While it is true that Black Friday brings a massive amount of revenue to retailers. The busiest shopping day of the year is the Saturday before Christmas, also known as Super Saturday.

#4. Fact: Shopping on Black Friday can be dangerous.

Shoppers are anxious to be the first in line for those doorbuster prices, and it appears that if someone cuts in line or the store unlock the doors, all bets are off. Between 2006 and 2014, they recorded 7 deaths and 98 injuries.

#5. Myth: Black Friday deals are better than any other deal throughout the year.

Wrong. In fact, you might have said to yourself, “You call that a deal?” after looking at some of the deals in this year’s circular. The intelligent shopper, on the other hand, realizes that fantastic prices can be all year. Not just on Black Friday. “With discounts starting earlier thanks to Black Friday creep, there are more and more “filler” bargains,” according to The truly amazing bargains are to give shoppers a shopping high and entice them to buy more at a hefty markup. Why not wait until after the rush has passed and hunt for better prices as Christmas approaches?

#6. Fact: There have been no “Cyber Monday” 

This year, stay secure by shopping from the comfort of your own home. While there’s no guarantee you won’t trip over a child’s toy or get attack by a stray cat. It’s still a lot safer than trying to rush through the double doors of your favourite store with hundreds, if not thousands, of other frantic customers.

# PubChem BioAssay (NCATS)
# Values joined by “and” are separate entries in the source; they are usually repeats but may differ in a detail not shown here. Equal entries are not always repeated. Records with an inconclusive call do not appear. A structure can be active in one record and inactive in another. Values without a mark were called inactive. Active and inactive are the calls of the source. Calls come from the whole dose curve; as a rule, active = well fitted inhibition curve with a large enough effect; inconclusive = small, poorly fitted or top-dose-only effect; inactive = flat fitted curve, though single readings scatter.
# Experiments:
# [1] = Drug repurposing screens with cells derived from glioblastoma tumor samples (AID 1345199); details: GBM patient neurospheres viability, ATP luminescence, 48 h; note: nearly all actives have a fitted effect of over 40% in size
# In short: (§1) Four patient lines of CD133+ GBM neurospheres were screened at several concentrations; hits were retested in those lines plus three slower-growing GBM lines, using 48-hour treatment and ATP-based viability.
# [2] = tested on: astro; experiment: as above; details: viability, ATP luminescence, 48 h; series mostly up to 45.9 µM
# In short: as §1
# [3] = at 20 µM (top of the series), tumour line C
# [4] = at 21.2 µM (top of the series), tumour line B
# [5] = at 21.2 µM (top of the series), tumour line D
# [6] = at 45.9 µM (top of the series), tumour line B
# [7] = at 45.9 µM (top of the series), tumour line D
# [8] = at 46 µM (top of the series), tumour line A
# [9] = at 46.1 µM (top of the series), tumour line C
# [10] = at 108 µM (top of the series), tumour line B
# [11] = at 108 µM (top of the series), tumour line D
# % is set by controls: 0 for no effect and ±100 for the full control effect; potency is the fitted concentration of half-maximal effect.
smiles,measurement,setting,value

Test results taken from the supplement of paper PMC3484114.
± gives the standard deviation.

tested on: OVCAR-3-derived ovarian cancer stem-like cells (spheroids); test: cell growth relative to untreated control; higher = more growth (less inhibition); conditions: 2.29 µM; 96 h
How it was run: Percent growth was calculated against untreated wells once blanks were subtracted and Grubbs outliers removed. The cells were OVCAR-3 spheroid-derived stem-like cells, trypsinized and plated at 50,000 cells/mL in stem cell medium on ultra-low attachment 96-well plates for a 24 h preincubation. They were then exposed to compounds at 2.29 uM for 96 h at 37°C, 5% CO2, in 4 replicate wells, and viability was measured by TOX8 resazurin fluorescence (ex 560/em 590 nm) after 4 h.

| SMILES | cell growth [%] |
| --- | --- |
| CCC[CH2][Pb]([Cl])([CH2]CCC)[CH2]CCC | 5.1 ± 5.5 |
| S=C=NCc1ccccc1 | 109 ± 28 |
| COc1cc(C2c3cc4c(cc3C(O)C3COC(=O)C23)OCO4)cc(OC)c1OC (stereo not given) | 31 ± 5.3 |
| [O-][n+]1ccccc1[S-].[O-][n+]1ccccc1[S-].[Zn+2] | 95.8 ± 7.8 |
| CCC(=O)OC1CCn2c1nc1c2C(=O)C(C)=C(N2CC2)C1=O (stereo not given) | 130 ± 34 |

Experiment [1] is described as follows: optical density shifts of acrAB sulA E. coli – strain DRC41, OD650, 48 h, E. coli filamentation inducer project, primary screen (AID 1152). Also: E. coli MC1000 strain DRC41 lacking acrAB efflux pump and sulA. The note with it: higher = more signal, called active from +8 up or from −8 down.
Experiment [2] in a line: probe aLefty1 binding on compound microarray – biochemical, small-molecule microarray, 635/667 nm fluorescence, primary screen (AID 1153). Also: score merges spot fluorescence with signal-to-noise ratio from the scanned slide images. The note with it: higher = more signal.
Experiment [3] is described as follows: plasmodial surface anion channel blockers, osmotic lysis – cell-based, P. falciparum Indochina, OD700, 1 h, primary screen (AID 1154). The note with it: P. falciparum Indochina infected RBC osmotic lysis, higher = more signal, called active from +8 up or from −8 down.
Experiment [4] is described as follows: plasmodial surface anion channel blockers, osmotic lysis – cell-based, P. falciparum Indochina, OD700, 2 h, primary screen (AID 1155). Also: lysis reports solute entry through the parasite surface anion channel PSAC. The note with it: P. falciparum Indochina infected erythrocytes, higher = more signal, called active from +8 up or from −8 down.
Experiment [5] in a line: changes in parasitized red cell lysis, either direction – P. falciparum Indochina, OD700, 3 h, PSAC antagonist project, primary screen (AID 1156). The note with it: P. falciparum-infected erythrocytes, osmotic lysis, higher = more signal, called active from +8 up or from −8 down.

Many stores sponsored Thanksgiving parades in the late 1800s. The retailers opened their doors after the parades, and the holiday shopping season began. While it’s impossible to pinpoint the precise year this custom originated, it was usual practice for shops to begin holiday sales as soon as Thanksgiving was over by the turn of the century.


When did Black Friday become a tradition?

Police officers in Philadelphia were first to link Black Friday to the post-Thanksgiving period in the 1950s. Large crowds of tourists and shoppers came to the city the day after Thanksgiving for the Army-Navy football game, creating chaos, traffic jams and shoplifting opportunities.

Why is Black Friday Important?

Black Friday is important because this is the shopping day when many retailers have traditionally made enough sales to put them in the black for the year. … The stock market can be affected by having extra days off for Thanksgiving or Christmas.

Who caused Black Friday?

The Black Friday gold panic of September 24, 1869, was caused by a conspiracy between two investors, Jay Gould and his partner James Fisk, and Abel Corbin, a small-time speculator who had married Virginia (Jennie) Grant, the younger sister of President Grant.